The Diabetes Dilemma

Doug Philp is caught between a rock and a hard place. The 37-year-old president of the Canadian Diabetes Association (CDA) can and does wax eloquently about recent advances in diabetes care. But, every time he does, someone somewhere seems to think he or she’s got one less thing to worry about. “I’ve gone on door-to-door campaigns,” Philp says, “and a lot of people say, ‘I thought diabetes was taken care of. You’ve got insulin, haven’t you?'”

Indeed, yes. As every schoolchild knows, Banting and Best discovered insulin in 1921 – it’s the biggest medical story in Canadian history – and it’s led people to assume that diabetes has been cured. “That’s a misconception a lot of people have,” Philp says. “All insulin does is keep you alive. In fact, prior to the advent of insulin, diabetes was a more certain death sentence than AIDS.”

What it comes down to, Philp says, is that “diabetes is well known, but it’s not known well. It seems like everybody knows somebody with diabetes. But very few people have even a basic understanding about what it is, how severe it is, and what it’s doing to individuals, and to our economy and our society.”

It’s an uphill battle, he concedes. “For e general public to perceive something as a public health issue, it generally has to be scary, like mad cow disease: `Can I get that? If I don’t think I can, I’m not going to be concerned about it.’ With diabetes, most people seem to think that if they scrape the icing off their cake – their great-aunt always did that – then it’s manageable.”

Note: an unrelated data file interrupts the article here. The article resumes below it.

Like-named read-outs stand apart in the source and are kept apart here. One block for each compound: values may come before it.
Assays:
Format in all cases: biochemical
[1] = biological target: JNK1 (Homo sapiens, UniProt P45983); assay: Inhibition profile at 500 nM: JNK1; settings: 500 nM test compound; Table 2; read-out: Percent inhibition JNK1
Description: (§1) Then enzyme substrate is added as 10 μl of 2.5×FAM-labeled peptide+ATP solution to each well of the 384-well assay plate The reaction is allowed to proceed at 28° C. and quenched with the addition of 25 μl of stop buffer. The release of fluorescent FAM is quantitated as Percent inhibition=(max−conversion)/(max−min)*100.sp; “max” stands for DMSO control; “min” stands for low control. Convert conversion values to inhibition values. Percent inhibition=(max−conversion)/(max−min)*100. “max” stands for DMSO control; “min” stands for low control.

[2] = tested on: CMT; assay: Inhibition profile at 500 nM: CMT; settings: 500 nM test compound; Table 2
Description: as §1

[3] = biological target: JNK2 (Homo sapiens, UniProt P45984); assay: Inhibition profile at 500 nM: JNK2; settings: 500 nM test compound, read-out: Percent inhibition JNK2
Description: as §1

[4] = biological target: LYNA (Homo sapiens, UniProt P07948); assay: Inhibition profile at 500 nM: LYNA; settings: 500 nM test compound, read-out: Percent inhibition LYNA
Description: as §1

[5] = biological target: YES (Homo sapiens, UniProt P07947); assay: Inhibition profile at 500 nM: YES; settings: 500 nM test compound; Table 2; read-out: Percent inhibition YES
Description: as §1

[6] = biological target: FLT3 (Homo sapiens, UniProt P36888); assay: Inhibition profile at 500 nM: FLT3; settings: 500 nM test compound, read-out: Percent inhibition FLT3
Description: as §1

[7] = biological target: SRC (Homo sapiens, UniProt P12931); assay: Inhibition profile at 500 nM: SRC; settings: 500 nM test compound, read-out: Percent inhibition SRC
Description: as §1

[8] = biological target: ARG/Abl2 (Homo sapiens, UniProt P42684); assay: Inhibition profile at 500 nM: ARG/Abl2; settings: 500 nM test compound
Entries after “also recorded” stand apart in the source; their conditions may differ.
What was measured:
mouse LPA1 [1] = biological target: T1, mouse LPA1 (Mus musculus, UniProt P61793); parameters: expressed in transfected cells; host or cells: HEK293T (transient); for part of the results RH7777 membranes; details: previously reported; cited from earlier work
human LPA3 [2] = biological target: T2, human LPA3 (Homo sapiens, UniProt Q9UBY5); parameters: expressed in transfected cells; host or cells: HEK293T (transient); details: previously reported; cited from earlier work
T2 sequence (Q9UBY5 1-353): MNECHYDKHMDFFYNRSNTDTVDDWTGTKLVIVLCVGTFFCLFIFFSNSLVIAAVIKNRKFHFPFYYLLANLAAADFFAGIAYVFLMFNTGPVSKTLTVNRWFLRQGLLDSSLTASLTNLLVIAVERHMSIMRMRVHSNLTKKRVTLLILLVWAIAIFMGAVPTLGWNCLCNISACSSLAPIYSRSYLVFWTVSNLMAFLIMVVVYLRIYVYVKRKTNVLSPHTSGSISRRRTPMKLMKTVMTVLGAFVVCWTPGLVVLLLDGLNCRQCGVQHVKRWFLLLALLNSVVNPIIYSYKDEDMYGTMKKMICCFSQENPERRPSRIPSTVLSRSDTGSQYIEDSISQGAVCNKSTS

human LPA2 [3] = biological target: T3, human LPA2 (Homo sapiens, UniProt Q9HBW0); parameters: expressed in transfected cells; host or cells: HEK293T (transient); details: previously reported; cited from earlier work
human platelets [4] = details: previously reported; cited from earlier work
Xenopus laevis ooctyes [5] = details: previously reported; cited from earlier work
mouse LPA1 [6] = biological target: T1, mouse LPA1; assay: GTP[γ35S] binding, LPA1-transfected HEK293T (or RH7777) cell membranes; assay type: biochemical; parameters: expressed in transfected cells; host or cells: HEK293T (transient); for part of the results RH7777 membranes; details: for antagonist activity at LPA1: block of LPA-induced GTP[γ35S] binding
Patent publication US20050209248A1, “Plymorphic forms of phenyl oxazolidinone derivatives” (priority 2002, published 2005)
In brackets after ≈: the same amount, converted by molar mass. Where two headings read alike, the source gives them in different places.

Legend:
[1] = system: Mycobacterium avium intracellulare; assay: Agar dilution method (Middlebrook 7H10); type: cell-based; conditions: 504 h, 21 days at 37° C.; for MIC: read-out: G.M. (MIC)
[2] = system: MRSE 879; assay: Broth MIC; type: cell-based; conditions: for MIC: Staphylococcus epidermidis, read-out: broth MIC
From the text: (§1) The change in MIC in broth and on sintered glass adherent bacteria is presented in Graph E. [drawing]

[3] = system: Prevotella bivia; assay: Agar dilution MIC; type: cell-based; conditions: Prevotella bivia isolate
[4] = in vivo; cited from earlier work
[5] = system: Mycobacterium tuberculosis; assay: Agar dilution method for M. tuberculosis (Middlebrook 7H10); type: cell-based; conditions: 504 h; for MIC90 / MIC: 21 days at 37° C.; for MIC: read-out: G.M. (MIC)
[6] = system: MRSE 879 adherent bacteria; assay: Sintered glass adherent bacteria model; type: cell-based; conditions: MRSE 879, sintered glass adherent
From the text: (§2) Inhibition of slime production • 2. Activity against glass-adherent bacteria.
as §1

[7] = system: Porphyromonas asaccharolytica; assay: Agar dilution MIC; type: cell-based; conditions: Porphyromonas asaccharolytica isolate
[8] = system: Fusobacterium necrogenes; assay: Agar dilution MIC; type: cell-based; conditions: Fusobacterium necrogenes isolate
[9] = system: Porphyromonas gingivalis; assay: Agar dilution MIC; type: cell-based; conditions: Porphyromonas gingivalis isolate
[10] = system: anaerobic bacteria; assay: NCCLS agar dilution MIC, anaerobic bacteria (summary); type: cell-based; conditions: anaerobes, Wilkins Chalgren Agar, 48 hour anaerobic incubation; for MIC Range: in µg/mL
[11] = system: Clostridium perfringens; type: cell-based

Philp’s own knowledge of insulin and diabetes wasn’t much better than anyone else’s, he admits, until 11 years ago. That’s when he discovered that he had developed Type I diabetes [see Symptoms of diabetes) Overnight, he was insulin-dependent, facing a lifetime of blood-glucose monitoring and insulin injections.

“If I go off insulin today, I won’t live through the year,” he says. “It simply allows me to stay alive, and then I manage the rest of my lifestyle to stay healthy — my activity and my diet and my blood sugars.

“A lot of people are looking for a pill they can take in the morning that makes them perfectly healthy, but that’s not how our bodies work. We need to manage our diet and our activity, and a lot of people don’t want to do that. They don’t have time or they’re working too hard, or they don’t have the motivation.”

In coming to grips with his own diabetes, Philp learned a lot about what he calls the dichotomy of the disease. “We’re facing epidemic growth of a disease that’s already at epidemic proportions. At the same time, with the right tools and knowledge, it can be very manageable. The problem is, you have to know you have it. You have to have access to those tools and that knowledge, and you have to have the desire to apply it. So, the good news is, diabetes can be very manageable. The bad news is, an awful lot of people can’t [manage their disease], or don’t.”

Donna Lillie, Director of Research and Professional Education for the CDA, agrees that people still aren’t getting or reacting to the message. Diabetes is a huge public health issue, Lillie says, “that we absolutely have to get a handle on.”

That was a message that came through loud and clear at the national diabetes conference in Ottawa in May – that diabetes has to be perceived as a big problem by every interest group, including government, the public at large, and, Lillie says, “certainly those people who don’t yet have the disease. That this sense of risk has to be reinforced.”

After a good number of years working in “the diabetes world,” Lillie believes the message about diabetes should be perfectly clear, even simple, yet it’s apparently not reaching people the way it should. Her biggest fear is that, “all of a sudden, we’re going to turn around with huge numbers of people with diabetes and say, ‘Why didn’t somebody tell me this was happening, or that we were going to get to this point?’ I hate to think we’re going to go that far.”